1. `dos2unix` and `unix2dos` on Ubuntu Linux

    If you’ve got used to using dos2unix and unix2dos and you miss them in recent Ubuntu Linux distributions, here’s a recipe how to get them back:

    # apt-get install tofrodos
    # cd /usr/bin/
    # ln -s fromdos dos2unix
    # ln -s todos unix2dos
  2. `String#split` without arguments does a good job of command input parsing

    I think this example pretty much speaks for itself:

    >> "    do   \t\n  some   stuff   ".split
    => ["do", "some", "stuff"]

    You don’t even need to strip your input.

  3. Ruby 1.9’s better `Float#round`

    Try this in IRB:

    >> 1.3333333333.round(2)
    => 1.33

    If you care about compatibility, keep in mind that under 1.8.7 it yields nothing less but:

    >> 1.3333333333.round(2)
    ArgumentError: wrong number of arguments (1 for 0)
  4. Strange `#`-comment behaviour in multiline `eval` blocks

    I do a lot of metaprogramming, which sometimes involves multiline eval blocks. Those blocks are actually part of the program, which are subject to debugging. As we all know, one of the most accessible debugging methods is commenting stuff out.

    There’s one little feature we should be aware of when using multiline eval blocks: the #-comment might not work as we expect it to.

    Consider this example:

    eval %{
      puts "Setting name"
      @name = "Joe"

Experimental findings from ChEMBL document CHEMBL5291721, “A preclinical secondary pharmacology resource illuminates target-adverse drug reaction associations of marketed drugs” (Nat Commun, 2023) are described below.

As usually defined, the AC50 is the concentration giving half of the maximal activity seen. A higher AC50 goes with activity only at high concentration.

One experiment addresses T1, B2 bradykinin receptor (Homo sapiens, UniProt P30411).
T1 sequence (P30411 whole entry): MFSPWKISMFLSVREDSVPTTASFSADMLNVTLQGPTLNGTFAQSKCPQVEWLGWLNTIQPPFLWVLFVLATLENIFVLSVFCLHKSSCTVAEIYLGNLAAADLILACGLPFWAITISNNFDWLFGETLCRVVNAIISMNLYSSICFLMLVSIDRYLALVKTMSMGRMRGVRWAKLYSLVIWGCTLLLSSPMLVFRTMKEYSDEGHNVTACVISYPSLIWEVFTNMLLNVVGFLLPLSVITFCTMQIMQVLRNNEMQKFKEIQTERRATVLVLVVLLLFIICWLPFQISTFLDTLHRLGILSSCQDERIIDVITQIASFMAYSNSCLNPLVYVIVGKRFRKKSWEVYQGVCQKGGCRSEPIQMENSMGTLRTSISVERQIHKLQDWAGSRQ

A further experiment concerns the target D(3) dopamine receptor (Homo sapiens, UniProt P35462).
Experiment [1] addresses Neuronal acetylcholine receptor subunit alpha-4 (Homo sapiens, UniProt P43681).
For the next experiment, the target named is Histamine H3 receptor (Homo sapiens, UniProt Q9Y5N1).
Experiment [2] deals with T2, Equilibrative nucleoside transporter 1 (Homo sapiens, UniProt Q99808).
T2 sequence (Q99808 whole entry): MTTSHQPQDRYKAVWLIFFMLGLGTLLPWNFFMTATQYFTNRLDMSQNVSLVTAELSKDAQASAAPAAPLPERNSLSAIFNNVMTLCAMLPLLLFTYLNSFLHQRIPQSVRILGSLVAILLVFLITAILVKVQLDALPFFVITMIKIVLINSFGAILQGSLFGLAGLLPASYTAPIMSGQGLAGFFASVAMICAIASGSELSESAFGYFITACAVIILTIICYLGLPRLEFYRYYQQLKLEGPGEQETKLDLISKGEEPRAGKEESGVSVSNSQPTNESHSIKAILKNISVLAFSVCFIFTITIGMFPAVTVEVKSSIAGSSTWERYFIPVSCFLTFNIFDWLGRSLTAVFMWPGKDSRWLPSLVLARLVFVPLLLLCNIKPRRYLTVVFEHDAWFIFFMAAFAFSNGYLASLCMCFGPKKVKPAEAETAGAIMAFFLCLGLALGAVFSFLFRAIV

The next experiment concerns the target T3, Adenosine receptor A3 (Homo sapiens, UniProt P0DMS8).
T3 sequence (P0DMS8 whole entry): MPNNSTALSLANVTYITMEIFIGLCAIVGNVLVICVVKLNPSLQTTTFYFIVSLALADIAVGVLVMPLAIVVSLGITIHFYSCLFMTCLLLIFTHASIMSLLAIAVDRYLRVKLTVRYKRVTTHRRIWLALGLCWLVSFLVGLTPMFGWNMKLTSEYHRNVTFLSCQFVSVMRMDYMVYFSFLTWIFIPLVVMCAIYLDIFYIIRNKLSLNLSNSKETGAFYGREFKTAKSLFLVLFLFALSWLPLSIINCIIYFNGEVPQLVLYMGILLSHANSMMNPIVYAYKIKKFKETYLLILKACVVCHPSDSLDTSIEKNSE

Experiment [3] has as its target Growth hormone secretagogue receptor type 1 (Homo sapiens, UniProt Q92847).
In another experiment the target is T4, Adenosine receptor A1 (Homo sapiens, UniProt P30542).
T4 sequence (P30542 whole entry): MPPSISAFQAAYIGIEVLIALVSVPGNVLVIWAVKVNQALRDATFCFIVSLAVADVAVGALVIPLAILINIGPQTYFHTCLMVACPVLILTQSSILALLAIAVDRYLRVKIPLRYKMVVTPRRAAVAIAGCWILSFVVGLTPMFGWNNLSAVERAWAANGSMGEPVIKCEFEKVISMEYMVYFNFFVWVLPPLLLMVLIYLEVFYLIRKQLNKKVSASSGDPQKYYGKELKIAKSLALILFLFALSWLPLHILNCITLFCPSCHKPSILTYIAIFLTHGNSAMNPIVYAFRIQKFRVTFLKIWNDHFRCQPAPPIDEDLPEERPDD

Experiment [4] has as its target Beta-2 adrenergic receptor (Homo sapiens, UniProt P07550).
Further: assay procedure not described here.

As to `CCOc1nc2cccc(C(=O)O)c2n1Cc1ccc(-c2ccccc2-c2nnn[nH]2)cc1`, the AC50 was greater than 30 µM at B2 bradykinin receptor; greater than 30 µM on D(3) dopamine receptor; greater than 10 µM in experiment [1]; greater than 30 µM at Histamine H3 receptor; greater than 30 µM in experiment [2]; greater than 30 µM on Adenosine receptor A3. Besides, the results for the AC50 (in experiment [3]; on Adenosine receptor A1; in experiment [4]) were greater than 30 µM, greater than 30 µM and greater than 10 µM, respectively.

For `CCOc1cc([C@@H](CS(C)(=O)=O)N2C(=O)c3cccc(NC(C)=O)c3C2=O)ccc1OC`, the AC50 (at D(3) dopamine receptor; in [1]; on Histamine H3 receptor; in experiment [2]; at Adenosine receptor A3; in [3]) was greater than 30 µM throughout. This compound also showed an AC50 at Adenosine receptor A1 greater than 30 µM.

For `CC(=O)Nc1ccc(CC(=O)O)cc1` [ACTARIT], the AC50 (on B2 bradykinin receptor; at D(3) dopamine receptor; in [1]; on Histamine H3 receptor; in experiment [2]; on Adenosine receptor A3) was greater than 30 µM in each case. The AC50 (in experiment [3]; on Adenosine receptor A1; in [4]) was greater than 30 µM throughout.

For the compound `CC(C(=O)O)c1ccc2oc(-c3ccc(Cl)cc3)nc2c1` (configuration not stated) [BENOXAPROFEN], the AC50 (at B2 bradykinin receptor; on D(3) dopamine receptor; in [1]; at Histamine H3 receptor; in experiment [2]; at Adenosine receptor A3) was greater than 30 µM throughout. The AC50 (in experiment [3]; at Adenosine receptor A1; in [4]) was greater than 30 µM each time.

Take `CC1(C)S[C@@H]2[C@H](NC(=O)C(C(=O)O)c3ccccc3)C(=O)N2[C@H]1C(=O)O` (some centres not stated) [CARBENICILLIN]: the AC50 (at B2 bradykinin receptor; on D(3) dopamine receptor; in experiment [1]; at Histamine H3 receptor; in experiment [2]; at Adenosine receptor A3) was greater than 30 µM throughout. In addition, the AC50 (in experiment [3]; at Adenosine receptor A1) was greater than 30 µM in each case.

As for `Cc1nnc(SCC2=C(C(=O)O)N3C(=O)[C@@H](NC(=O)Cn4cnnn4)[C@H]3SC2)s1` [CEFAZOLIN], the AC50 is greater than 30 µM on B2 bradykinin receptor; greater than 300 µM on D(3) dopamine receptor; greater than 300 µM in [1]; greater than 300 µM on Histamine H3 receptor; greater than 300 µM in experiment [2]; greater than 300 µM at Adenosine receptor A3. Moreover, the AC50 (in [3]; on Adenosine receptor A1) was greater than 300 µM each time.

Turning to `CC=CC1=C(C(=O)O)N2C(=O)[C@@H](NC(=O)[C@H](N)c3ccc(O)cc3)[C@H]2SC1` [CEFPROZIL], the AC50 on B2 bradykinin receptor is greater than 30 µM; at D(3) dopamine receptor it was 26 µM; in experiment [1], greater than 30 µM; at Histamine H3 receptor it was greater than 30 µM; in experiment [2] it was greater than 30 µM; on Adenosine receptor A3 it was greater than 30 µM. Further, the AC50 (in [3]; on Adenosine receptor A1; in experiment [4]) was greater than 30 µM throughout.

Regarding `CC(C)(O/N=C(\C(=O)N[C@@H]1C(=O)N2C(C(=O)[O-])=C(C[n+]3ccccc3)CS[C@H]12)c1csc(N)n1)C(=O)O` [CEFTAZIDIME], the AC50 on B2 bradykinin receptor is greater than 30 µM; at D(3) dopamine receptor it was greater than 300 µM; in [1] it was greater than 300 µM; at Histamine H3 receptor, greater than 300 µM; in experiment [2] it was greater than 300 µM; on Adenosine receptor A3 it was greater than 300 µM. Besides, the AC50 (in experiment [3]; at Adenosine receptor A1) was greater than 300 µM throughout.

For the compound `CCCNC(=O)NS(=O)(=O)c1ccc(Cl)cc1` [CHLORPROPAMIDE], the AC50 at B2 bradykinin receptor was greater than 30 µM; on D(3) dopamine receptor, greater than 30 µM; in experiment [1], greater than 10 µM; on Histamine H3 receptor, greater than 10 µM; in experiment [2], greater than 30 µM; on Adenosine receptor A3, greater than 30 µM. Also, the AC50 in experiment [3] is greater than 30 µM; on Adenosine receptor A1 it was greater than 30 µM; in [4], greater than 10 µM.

Fairly primitive, should obviously work. Now let’s suppose that we want to temporarily comment out the @name = line.

    eval %{
      puts "Setting name"
      #@name = "Joe"

    Looks quite regular, but now this stuff happens:

    SyntaxError: (eval):3: syntax error, unexpected '=', expecting $end
         = "Joe"

    First, the workaround. Use more than one # character or put a space bar between # and @name. Both should work:

    • ##@name = "Joe"
    • # @name = "Joe"

    Second, the explanation. Try this in IRB:

    >> @s = "xys"
    >> "#@s"
    => "xyz"

    Aha! Ruby interpreter (both 1.8 and 1.9, by the way) treats #@var as an interpolation token. So now we know why the original example crashed: we tried to comment out @name =, put a hash sign before it, but inadvertently turned it into an interpolation statement.


    • Ruby isn’t to blame.
    • eval isn’t to blame.
    • String interpolation isn’t to blame.
    • Just pay a little more attention to special chars sitting next to # in string values. :)
  5. `File.expand_path` doesn’t always produce a real (absolute) path

    File.expand_path is one of the most useful path manipulation methods I use in almost every Ruby file. If you also use it often, please keep in mind that it doesn’t always convert symlinks to real paths.

    >> File.expand_path("~/.irbrc")     (1)
    => "/home/alexrb/.irbrc"
    >> File.expand_path(".irbrc")       (2)
    => "/.devel/home/alexrb/.irbrc"

    My /home/alexrb is actually a symlink to /.devel/home/alexrb:

    >> ENV["HOME"]
    => "/home/alexrb"
    >> File.realpath ENV["HOME"]
    => "/.devel/home/alexrb"

    Note that example (2), based on current directory, did produce an absolute path, whereas (1) didn’t.

    Conclusion: If you want real path for sure, use File.realpath on top of File.expand_path.

  6. Filtering RSpec examples

    A single spec file may contain hundreds of examples. What if we want to stay focused on a particular one and skip the others for now? In other words, how do we filter?

    Up to this writing RSpec (2.11) supports the following ways to filter examples:

    • By line number in the spec file (-l).
    • By description string (-e).
    • By tag (-t).

    Filtering by line number:

    $ rspec some_spec.rb -l 159